Remembrance Day 2018 and 2019
Remembrance Day is observed every 11 November to honour the sacrifices of members of the Canadian military. It is an opportunity for Canadian citizens to reflect on the sacrifices of Canadian servicemen in the First World War and other conflicts.
|2018||11 Nov||Sun||Remembrance Day||National except MB, NT,|
NS, ON & QC
|2019||11 Nov||Mon||Remembrance Day||National except MB, NT,|
NS, ON & QC
This is a very solemn memorial holiday that serves as a reminder of the horrors of war. Remembrance Day is observed on November 11 each year. This is also the day of Armistice, the end of the First World War. Canadian citizens often show their respect for members of the military by attending various Remembrance Day ceremonies.
Ways to Observe Remembrance Day
Poppy Flowers: Wearing a poppy flower is one of the most popular ways to show support for veterans on Remembrance Day. According to tradition, the poppy is worn because it is a native flower of the area of France where the most intense fighting of the First World War occurred. Like the soldiers who perished, the poppy is extremely resilient, but it is also quite delicate.
Ceremonies: People of all ages are expected to attend a Remembrance Day ceremony that honors fallen servicemen and veterans. These ceremonies are often led by speakers of public importance. Some national ceremonies are also broadcast via radio and television. These ceremonies often have patriotic themes through flag hoisting and music.
Showing Gratitude: Canadians often use Remembrance Day to show respect for veterans. Students may write letters of gratitude to servicemen or attend patriotic lectures. Some people demonstrate their appreciation by sending care packages full of food, electronics, and luxury items to troops who are stationed overseas.
To understood the full importance of Remembrance Day, you must know about Canada’s involvement in 20th century wars. A large number of Canadian servicemen perished due to their involvement in intense conflicts.
First World War: After the assassination of Archduke Franz Ferdinand in 1914, Britain declared war on the German Empire and the Axis Powers. Because Canada was subservient to Britain at this time, Canada was also forced to enter the First World War. During the first few years of the First World War, the Canadian Expeditionary Force experienced major victories.
Some of Canada’s most successful battles were Somme, Vimy, and Passchendaele. Depsite these strategic accomplishments, Canada suffered many casualties. By the time the war ended on November 11, 1918, 59,544 Canadians were killed. In addition to these deaths, 154,361 servicemen were wounded. The First World War continued to take a psychological toll on veterans when they returned to Canada.
Second World War: Due to the major losses of Canadian life caused by the First World War, many Canadians did not want to enter the Second World War. Despite this, Canadian leaders understood the threat posed by Hitler’s fascist regime in Europe. After Hitler and his forces invaded Poland, Canada quickly declared war on Germany on September 10, 1939.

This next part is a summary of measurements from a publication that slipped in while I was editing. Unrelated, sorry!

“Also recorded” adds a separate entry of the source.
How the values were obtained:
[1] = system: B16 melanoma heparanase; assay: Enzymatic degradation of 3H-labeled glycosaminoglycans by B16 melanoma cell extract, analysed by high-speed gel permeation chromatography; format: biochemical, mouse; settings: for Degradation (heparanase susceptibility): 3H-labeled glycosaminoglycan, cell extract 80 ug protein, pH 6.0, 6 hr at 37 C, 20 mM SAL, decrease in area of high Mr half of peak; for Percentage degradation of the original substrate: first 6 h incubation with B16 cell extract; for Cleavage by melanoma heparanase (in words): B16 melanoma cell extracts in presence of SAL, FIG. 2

Soon after this, Canadian forces were deployed to Great Britain and Western Europe to support the Allies. Canadian forces also helped defend British colonies in Southeast Asia from the Japanese Empire. During D-Day, Canadian soldiers stormed Juno Beach at Normandy. Due to sheer manpower and persistence, the Canadian forces broke through the German lines and pushed deep into France.
According to historical information, Canada’s forces advanced farther than any of the other invasion parties. Canadian forces also played key roles in the Battle of Britain and the Battle of the Atlantic. By the end of the Second World War, over 45,000 Canadians were killed and 55,000 Canadians were wounded.
Korean War: Soon after the conclusion of the Second World War, Canada joined the UN forces in 1951 to protect South Korea from the invading communist forces of North Korea. This decision to join the war was also part of a political decision to support the United States and Great Britain in preventing the spread of communism.
According the Western foreign policy at the time, the surrounding areas of Southeast Asia would become communist if Korea was allowed to fall. This idea became known as the Domino Theory. While Canada did not engage in as many battles as the American forces, there were still numerous Canadian casualties.
Throughout the Korean War, 516 Canadians were killed and 1,558 Canadians were wounded. While these figures are still rather large, they are relatively small when compared to the casualties of the First World War and Second World War. Due to this, many people often forget about Canada’s role in the Korean War. This has caused the Korean War to become known as the Forgotten War.
Vietnam War: To offset the large number of Americans dodging the draft by fleeing to Canada, Canada sent a volunteer force of over 30,000 servicemen to support American military efforts in Southeast Asia. During the Vietnam War, 110 Canadians perished.
Other Wars: Canada also participated in several other 20th century wars, including the First Gulf War and the Yugoslav Wars. Because of Canada’s staggering loss of life during the 20th century, Remembrance Day is observed to honour the sacrifices of members of the Canadian military.